Firedrake can evaluate
Functions at arbitrary physical
points. This feature can be useful for the evaluation of the result
of a simulation. Two APIs are offered to this feature: a
Firedrake-specific one, and one from UFL.
Firedrake offers a convenient API for evaluating functions at
arbitrary points via
# evaluate f at a 1-dimensional point f.at(0.3) # evaluate f at two 1-dimensional points, or at one 2-dimensional point # (depending on f's geometric dimension) f.at(0.2, 0.4) # evaluate f at one 2-dimensional point f.at([0.2, 0.4]) # evaluate f at two 2-dimensional point f.at([0.2, 0.4], [1.2, 0.5]) # evaluate f at two 2-dimensional point (same as above) f.at([[0.2, 0.4], [1.2, 0.5]])
While in these examples we have only shown lists, other iterables
such as tuples and
numpy arrays are also accepted. The following
f.at(0.2, 0.4) f.at((0.2, 0.4)) f.at([0.2, 0.4]) f.at(numpy.array([0.2, 0.4]))
For a single point, the result is a
numpy array, or a tuple of
numpy arrays in case of mixed functions. When evaluating
multiple points, the result is a list of values for each point.
Single point, non-mixed:
Single point, mixed: tuple of
Multiple points, non-mixed: list of
Multiple points, mixed: list of tuples of
When any point is outside the domain of the function,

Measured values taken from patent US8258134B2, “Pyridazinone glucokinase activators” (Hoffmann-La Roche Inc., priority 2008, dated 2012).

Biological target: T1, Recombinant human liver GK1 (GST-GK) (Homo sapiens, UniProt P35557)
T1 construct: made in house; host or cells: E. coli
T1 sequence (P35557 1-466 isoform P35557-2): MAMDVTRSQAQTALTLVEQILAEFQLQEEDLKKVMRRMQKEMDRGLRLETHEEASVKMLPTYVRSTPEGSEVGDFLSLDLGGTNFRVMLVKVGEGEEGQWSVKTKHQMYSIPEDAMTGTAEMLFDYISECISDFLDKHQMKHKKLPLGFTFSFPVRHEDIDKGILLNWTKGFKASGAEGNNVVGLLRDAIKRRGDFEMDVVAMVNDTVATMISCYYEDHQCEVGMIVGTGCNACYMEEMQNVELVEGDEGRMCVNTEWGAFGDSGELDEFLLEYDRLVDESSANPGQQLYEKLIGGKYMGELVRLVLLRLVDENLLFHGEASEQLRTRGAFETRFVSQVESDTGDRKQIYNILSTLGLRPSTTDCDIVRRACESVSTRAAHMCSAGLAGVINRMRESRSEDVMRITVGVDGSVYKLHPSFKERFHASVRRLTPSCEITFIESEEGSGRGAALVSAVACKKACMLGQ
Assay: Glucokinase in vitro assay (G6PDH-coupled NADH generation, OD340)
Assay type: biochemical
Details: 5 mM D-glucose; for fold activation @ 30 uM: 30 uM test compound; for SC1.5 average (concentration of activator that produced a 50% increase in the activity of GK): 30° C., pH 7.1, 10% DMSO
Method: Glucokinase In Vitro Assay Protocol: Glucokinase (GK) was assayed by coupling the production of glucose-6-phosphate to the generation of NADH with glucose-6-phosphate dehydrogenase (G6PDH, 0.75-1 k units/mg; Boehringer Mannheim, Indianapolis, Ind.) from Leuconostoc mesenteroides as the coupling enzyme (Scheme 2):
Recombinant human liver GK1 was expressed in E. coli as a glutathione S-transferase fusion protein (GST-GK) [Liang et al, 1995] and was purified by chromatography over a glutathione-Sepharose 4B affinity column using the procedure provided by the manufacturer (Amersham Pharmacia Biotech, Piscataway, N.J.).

PointNotInDomainError exception is raised. If
dont_raise=True is passed to
at(), the result is
None for those points which fall outside the domain.
mesh = UnitIntervalMesh(8) f = mesh.coordinates f.at(1.2) # raises exception f.at(1.2, dont_raise=True) # returns None f.at(0.5, 1.2) # raises exception f.at(0.5, 1.2, dont_raise=True) # returns [0.5, None]
Point evaluation on immersed manifolds is not supported yet, due to the difficulty of specifying a physical point on the manifold.
If you move the mesh, by changing the mesh coordinates, then the bounding box tree that Firedrake
maintains to ensure fast point evaluation must be rebuilt. To do
this, after moving the mesh, call
clear_spatial_index() on the mesh you have just
There is limited support for point evaluation when running Firedrake in parallel. There is no special API, but there are some restrictions:
Point evaluation is a collective operation.
Each process must ask for the same list of points.
Each process will get the same values.
UFL reserves the function call operator for evaluation:
will evaluate \(f\) at \((0.2, 0.4)\). UFL does not accept
multiple points at once, and cannot configure what to do with a point
which is not in the domain. The advantage of this syntax is that it
works on any
Expr, for example:
will evaluate \(f \cdot \sin(f)\) at \((0.2, 0.4)\).
The expression itself is not translated into C code. While the evaluation of a function uses the same infrastructure as the Firedrake API, which uses generated C code, the expression tree is evaluated by UFL in Python.